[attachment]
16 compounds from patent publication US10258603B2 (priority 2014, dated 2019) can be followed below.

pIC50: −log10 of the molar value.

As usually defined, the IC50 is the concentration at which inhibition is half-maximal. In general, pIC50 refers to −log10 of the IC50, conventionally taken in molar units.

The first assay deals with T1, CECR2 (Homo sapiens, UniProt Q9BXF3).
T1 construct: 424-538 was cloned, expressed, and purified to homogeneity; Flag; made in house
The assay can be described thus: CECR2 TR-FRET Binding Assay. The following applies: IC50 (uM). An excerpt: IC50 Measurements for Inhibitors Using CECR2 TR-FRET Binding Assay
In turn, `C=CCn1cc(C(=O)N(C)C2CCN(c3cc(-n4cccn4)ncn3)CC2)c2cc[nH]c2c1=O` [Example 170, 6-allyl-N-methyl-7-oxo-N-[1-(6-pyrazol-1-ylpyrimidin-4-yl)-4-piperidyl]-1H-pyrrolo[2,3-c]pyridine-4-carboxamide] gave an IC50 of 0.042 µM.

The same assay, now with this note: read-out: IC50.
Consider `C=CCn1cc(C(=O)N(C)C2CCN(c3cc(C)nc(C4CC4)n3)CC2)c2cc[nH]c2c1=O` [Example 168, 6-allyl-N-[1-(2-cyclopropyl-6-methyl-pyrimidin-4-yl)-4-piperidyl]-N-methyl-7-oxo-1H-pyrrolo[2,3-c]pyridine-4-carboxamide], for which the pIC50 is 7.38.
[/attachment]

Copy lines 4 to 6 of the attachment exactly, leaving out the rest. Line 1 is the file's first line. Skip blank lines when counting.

The first assay deals with T1, CECR2 (Homo sapiens, UniProt Q9BXF3).
T1 construct: 424-538 was cloned, expressed, and purified to homogeneity; Flag; made in house
The assay can be described thus: CECR2 TR-FRET Binding Assay. The following applies: IC50 (uM). An excerpt: IC50 Measurements for Inhibitors Using CECR2 TR-FRET Binding Assay